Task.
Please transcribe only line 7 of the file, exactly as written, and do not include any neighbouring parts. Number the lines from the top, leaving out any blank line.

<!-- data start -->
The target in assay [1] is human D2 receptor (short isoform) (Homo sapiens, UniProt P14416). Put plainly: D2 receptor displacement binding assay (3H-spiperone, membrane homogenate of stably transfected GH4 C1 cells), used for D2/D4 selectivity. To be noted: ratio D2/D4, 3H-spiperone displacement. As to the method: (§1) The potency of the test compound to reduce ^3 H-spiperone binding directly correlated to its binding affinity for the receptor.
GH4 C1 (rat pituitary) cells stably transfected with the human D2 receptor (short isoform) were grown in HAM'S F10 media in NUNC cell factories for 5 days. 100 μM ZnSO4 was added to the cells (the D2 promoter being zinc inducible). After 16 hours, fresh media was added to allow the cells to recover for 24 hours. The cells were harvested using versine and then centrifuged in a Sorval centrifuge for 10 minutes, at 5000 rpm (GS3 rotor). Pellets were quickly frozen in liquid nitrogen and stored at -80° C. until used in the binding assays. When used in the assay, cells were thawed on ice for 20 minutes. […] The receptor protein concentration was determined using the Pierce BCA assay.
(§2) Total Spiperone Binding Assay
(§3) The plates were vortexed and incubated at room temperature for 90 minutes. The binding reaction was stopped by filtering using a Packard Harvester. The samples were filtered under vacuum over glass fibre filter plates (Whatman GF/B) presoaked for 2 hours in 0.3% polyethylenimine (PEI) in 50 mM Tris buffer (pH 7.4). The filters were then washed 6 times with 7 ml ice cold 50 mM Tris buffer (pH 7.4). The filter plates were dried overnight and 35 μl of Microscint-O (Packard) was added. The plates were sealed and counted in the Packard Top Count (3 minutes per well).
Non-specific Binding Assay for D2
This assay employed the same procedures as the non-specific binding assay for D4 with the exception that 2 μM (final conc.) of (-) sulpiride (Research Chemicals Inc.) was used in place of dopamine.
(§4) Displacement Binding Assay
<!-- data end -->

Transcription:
(§4) Displacement Binding Assay